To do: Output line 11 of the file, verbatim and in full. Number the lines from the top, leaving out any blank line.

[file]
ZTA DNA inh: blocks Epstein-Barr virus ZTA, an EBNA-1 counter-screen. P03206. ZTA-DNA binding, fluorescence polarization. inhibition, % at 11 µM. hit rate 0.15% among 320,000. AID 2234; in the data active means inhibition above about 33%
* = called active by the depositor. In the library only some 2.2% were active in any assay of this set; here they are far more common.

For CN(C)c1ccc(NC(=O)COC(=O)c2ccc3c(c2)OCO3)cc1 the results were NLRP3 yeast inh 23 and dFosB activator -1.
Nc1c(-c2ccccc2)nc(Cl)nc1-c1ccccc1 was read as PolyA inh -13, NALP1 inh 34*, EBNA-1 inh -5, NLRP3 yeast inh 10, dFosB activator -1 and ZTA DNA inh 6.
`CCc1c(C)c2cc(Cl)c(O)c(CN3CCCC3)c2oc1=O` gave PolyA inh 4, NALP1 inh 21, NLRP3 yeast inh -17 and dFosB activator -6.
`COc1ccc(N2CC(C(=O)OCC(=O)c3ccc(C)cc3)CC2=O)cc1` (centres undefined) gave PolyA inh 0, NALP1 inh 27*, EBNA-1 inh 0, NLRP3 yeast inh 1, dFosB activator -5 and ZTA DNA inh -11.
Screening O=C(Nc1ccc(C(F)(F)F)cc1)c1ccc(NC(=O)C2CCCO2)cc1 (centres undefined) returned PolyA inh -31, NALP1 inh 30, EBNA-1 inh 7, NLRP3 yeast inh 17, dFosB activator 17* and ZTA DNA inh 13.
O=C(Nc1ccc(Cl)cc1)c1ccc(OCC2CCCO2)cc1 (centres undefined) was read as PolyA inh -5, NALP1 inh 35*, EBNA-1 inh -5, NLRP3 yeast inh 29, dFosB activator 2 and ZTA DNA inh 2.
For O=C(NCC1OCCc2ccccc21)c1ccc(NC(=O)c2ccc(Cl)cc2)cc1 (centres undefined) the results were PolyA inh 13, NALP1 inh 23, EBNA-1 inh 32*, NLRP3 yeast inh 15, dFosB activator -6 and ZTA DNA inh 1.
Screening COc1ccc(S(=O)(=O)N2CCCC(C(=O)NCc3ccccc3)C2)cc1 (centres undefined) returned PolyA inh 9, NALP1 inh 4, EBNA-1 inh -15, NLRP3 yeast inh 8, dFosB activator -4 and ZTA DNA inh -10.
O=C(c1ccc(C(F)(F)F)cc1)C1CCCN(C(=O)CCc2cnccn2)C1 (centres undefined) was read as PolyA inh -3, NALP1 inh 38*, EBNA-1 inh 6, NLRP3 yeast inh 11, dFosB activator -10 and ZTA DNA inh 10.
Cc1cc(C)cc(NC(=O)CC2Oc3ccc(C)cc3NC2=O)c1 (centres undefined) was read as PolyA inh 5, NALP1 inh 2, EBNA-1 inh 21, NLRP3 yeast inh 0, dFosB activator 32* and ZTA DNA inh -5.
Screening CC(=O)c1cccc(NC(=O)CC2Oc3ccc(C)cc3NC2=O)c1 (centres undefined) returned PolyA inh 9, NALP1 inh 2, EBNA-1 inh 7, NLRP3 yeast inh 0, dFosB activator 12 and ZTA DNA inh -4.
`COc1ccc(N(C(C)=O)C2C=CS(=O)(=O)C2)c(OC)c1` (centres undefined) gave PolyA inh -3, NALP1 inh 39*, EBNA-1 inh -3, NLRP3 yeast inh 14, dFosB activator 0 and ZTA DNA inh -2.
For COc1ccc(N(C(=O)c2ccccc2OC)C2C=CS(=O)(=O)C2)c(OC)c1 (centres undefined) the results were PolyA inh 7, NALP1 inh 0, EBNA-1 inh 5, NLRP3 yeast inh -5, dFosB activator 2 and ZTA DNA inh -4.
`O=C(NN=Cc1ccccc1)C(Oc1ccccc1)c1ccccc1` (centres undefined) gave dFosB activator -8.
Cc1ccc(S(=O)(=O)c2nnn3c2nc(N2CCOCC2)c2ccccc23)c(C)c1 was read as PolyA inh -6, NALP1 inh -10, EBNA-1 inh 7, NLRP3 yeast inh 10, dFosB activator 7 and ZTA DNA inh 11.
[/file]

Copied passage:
O=C(c1ccc(C(F)(F)F)cc1)C1CCCN(C(=O)CCc2cnccn2)C1 (centres undefined) was read as PolyA inh -3, NALP1 inh 38*, EBNA-1 inh 6, NLRP3 yeast inh 11, dFosB activator -10 and ZTA DNA inh 10.